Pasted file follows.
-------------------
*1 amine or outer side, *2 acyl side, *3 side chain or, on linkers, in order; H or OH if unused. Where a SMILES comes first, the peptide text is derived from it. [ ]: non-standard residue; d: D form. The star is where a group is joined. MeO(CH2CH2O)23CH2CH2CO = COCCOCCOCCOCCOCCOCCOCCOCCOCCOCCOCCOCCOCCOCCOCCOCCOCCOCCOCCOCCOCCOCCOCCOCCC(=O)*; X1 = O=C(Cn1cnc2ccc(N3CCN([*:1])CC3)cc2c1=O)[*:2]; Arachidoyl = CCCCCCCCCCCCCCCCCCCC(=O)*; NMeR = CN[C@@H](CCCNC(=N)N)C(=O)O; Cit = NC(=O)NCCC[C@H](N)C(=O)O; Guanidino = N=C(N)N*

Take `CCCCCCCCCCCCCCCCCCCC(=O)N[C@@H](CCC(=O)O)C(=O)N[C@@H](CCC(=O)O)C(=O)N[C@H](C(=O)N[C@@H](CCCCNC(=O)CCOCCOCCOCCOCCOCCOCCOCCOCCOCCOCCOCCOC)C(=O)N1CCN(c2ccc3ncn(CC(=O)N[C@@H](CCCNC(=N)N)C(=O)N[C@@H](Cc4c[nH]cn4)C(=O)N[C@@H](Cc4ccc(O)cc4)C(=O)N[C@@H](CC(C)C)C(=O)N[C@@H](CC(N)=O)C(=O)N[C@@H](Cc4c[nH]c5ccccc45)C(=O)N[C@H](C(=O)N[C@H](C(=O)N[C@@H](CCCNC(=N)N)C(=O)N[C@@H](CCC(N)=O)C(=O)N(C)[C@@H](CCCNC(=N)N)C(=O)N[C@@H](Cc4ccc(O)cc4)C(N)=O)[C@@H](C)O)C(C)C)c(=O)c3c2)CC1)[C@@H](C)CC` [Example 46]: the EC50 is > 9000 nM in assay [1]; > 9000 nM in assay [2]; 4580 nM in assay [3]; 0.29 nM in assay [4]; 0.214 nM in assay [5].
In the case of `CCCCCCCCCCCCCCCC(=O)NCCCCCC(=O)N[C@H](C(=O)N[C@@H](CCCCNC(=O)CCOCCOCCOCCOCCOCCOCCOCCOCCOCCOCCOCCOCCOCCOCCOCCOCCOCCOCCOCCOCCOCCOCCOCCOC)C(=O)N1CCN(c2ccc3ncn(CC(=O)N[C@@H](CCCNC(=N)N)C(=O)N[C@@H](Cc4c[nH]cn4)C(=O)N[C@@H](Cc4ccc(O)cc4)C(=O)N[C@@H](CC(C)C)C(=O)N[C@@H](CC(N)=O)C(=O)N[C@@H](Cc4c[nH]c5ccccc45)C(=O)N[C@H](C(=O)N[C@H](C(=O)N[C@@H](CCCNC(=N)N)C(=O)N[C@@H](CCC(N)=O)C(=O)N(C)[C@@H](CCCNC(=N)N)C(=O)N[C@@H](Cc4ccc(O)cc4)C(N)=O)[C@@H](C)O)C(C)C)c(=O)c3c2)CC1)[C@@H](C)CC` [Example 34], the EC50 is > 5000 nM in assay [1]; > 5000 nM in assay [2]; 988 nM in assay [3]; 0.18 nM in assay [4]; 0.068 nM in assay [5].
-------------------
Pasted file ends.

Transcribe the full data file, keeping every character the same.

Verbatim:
*1 amine or outer side, *2 acyl side, *3 side chain or, on linkers, in order; H or OH if unused. Where a SMILES comes first, the peptide text is derived from it. [ ]: non-standard residue; d: D form. The star is where a group is joined. MeO(CH2CH2O)23CH2CH2CO = COCCOCCOCCOCCOCCOCCOCCOCCOCCOCCOCCOCCOCCOCCOCCOCCOCCOCCOCCOCCOCCOCCOCCOCCC(=O)*; X1 = O=C(Cn1cnc2ccc(N3CCN([*:1])CC3)cc2c1=O)[*:2]; Arachidoyl = CCCCCCCCCCCCCCCCCCCC(=O)*; NMeR = CN[C@@H](CCCNC(=N)N)C(=O)O; Cit = NC(=O)NCCC[C@H](N)C(=O)O; Guanidino = N=C(N)N*

Take `CCCCCCCCCCCCCCCCCCCC(=O)N[C@@H](CCC(=O)O)C(=O)N[C@@H](CCC(=O)O)C(=O)N[C@H](C(=O)N[C@@H](CCCCNC(=O)CCOCCOCCOCCOCCOCCOCCOCCOCCOCCOCCOCCOC)C(=O)N1CCN(c2ccc3ncn(CC(=O)N[C@@H](CCCNC(=N)N)C(=O)N[C@@H](Cc4c[nH]cn4)C(=O)N[C@@H](Cc4ccc(O)cc4)C(=O)N[C@@H](CC(C)C)C(=O)N[C@@H](CC(N)=O)C(=O)N[C@@H](Cc4c[nH]c5ccccc45)C(=O)N[C@H](C(=O)N[C@H](C(=O)N[C@@H](CCCNC(=N)N)C(=O)N[C@@H](CCC(N)=O)C(=O)N(C)[C@@H](CCCNC(=N)N)C(=O)N[C@@H](Cc4ccc(O)cc4)C(N)=O)[C@@H](C)O)C(C)C)c(=O)c3c2)CC1)[C@@H](C)CC` [Example 46]: the EC50 is > 9000 nM in assay [1]; > 9000 nM in assay [2]; 4580 nM in assay [3]; 0.29 nM in assay [4]; 0.214 nM in assay [5].
In the case of `CCCCCCCCCCCCCCCC(=O)NCCCCCC(=O)N[C@H](C(=O)N[C@@H](CCCCNC(=O)CCOCCOCCOCCOCCOCCOCCOCCOCCOCCOCCOCCOCCOCCOCCOCCOCCOCCOCCOCCOCCOCCOCCOCCOC)C(=O)N1CCN(c2ccc3ncn(CC(=O)N[C@@H](CCCNC(=N)N)C(=O)N[C@@H](Cc4c[nH]cn4)C(=O)N[C@@H](Cc4ccc(O)cc4)C(=O)N[C@@H](CC(C)C)C(=O)N[C@@H](CC(N)=O)C(=O)N[C@@H](Cc4c[nH]c5ccccc45)C(=O)N[C@H](C(=O)N[C@H](C(=O)N[C@@H](CCCNC(=N)N)C(=O)N[C@@H](CCC(N)=O)C(=O)N(C)[C@@H](CCCNC(=N)N)C(=O)N[C@@H](Cc4ccc(O)cc4)C(N)=O)[C@@H](C)O)C(C)C)c(=O)c3c2)CC1)[C@@H](C)CC` [Example 34], the EC50 is > 5000 nM in assay [1]; > 5000 nM in assay [2]; 988 nM in assay [3]; 0.18 nM in assay [4]; 0.068 nM in assay [5].